Written by attorney James E. Girards

What is the Time Limit to File a Medical Malpractice Case in Texas?

This Legal Guide is not intended to be a substitute for legal advice or consultation. Instead, it is intended to provide a general background of the issues presented. One should always obtain a formal consultation with an appropriately Board Certified attorney before making any decision regarding one's legal rights.

The time deadline to file a lawsuit is called the "Statute of Limitations." In Texas, the current statute of limitations was determined by a statute created in 2003. It can be a bit complicated so be sure to be as conservative as possible when calculating the deadline. That is to say, it is always best to use the earliest date among any possible options.

In Texas, a health care liability claim must be commenced within two years from the negligent act or omission. Tex.Civ. Prac. & Rem. Code. § 74.251(a) (Westlaw 2007). There is a provision that says the last date of treatment or hospitalization can be used as the start date, but it is wise not to rely on this because it is ti be used only if the actual date of the negligence cannot be ascertained in any manner. Shah v. Moss, 67 S.W.3d 836, 841 (Tex. 2001). So, again, it is always best to use the earliest possible date so that you do not run into trouble should a judge disagree with you. This medical malpractice statute, rather than the more liberal statute of limitations found in the Wrongful Death and Survival Act will apply in health care liability claims involving death. Bala v. Maxwell, 909 S.W.2d 889, 892-893 (Tex. 1995). Although the statute says that the two-year time period begins to run against minors at age twelve, the Texas Supreme Court has held that similar language in the predecessor statute was unconstitutional, allowing those whose claims accrued before their eighteenth birthdays to sue at any time until age twenty. Weiner v. Wasson, 900 S.W.2d 316 (Tex. 1995). This holding has been applied under the current statute. Adams v. Gottwald, 179 S.W.3d 101 (Tex. App. 2005, review denied).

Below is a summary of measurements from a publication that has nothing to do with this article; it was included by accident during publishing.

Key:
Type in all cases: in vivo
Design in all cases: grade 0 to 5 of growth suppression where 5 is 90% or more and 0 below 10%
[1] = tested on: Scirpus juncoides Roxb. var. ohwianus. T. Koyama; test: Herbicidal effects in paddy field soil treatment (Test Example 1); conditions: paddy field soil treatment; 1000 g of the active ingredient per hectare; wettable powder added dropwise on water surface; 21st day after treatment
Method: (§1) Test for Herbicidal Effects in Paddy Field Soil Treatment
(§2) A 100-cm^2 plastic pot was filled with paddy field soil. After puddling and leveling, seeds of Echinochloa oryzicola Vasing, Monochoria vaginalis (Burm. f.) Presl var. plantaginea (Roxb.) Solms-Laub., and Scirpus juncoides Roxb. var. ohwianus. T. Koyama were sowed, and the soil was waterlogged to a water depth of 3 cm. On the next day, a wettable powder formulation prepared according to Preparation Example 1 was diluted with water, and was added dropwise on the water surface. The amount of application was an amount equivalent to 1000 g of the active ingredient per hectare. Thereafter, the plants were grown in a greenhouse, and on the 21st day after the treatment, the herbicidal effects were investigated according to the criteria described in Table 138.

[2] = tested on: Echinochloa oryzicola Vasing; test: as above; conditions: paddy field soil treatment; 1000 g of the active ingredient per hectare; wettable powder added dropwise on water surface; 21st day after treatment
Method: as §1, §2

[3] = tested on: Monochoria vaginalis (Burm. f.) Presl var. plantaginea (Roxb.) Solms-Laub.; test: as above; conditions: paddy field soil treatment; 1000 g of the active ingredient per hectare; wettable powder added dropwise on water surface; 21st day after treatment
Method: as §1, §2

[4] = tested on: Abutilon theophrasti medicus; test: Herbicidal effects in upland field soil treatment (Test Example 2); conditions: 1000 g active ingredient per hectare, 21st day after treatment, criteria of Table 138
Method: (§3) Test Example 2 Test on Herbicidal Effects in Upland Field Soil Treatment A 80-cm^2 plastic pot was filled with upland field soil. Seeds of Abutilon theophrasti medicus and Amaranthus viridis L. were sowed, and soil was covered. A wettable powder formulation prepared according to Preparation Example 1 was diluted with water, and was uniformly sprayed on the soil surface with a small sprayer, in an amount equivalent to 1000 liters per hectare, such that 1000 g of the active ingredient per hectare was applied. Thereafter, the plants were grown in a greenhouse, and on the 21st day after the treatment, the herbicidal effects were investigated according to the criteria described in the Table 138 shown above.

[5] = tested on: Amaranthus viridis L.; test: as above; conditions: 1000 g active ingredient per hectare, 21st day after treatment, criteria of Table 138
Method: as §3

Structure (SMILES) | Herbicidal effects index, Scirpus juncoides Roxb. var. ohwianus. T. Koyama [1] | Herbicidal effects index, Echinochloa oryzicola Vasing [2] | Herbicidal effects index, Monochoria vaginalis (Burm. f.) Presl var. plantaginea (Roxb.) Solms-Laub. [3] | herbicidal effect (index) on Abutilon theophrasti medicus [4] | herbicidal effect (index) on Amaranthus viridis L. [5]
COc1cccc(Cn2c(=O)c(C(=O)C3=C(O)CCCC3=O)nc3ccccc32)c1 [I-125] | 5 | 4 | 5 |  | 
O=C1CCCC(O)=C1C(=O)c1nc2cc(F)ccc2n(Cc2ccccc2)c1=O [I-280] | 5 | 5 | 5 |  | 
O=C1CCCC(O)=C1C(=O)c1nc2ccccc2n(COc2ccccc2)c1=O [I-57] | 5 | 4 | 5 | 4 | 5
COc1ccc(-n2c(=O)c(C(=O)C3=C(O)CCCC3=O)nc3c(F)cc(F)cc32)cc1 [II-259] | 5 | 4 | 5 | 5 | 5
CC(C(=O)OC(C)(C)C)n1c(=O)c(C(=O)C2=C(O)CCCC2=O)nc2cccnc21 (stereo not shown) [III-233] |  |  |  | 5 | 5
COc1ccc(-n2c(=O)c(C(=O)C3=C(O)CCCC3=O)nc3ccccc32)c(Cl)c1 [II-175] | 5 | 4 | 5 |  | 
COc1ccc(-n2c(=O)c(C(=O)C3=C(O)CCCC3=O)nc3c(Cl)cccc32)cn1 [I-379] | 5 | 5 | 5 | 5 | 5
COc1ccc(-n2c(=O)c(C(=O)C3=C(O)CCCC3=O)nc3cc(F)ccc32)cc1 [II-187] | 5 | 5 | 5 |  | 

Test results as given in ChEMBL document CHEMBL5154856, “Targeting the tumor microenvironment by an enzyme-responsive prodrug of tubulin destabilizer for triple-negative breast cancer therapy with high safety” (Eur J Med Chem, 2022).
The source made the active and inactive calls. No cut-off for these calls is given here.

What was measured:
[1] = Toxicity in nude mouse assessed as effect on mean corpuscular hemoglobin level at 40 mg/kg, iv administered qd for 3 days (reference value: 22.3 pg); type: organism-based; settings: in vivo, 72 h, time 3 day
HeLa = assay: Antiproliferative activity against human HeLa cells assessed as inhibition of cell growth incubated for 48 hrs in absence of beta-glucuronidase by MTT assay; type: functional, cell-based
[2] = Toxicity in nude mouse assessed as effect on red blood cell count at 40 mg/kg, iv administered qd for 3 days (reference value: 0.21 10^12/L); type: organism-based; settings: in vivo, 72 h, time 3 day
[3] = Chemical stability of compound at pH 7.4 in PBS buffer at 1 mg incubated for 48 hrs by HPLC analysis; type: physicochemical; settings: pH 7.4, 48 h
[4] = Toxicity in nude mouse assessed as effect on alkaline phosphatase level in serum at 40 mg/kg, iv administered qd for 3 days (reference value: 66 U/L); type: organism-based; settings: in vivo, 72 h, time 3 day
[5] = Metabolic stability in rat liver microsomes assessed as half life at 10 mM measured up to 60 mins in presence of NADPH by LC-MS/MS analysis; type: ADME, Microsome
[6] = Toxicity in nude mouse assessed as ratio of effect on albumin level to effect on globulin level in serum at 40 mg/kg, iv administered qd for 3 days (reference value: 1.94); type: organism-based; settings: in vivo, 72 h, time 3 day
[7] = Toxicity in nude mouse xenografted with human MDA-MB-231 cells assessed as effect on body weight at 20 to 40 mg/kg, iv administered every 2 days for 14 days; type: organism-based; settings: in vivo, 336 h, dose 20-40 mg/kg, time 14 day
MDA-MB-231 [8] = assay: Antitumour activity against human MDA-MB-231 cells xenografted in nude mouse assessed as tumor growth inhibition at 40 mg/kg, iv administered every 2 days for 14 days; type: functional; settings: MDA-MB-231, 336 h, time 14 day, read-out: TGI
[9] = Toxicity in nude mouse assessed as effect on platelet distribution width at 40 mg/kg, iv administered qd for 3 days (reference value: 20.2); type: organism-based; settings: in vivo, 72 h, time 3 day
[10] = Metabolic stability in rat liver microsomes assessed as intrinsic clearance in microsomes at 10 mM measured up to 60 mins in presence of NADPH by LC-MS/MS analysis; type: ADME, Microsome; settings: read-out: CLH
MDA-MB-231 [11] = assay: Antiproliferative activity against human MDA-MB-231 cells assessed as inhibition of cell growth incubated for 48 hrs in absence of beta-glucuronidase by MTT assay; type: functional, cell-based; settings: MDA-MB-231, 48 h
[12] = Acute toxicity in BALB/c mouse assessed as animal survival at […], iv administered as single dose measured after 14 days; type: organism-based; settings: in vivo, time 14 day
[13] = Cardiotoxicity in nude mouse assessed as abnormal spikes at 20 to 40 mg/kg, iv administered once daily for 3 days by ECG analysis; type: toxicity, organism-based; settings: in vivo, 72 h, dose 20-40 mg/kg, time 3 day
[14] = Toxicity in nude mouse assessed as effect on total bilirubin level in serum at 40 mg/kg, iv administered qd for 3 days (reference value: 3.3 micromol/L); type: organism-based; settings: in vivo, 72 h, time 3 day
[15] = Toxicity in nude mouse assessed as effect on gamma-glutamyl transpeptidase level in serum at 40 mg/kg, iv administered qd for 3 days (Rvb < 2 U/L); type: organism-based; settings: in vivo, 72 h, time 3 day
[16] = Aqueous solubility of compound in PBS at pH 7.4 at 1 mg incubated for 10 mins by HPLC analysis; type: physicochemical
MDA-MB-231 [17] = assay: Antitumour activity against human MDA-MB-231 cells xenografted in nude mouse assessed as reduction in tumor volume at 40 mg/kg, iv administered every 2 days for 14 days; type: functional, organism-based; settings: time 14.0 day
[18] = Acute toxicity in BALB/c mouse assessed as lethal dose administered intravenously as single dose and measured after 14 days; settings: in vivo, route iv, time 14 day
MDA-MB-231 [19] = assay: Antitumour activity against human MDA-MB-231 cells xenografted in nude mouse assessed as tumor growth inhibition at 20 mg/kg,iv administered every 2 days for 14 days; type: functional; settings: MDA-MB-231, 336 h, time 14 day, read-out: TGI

Unfortunately, Texas Courts have decided that the time to file a lawsuit may begin to run even before an injury is discovered. Diaz v. Westphal, 941 S.W.2d 96, 99 (Tex. 1997). However, the courts have held that in certain cases (not including death cases), application of the statute is unconstitutional if it would bar a claim before the claimant has a reasonable opportunity to discover the wrong and bring suit. Shah, 67 S.W.3d at 842; Neagle v. Nelson, 685 S.W.2d 11 (Tex. 1985).

For cases filed on or after September 1, 2003, a new statute of repose bars any claim filed more than ten years after the act or omission giving rise to the claim. Tex. Civ. Prac. & Rem. Code § 74.251(b) (Westlaw 2007). There are no reported decisions yet ruling on the constitutionality of the statute of repose in light of cases like Neagle.

When considering the Statute of Limitations in a Texas Medical Malpractice case, one might consider whether the case might be pursued under the Federal Anti-Dumping Statute if the medical treatment involves a patient evaluation in a hospital Emergency Department. In such a case, the deadline to file will be two years from the date of the improper emergency room discharge irrespective of a more liberal state statute of limitations

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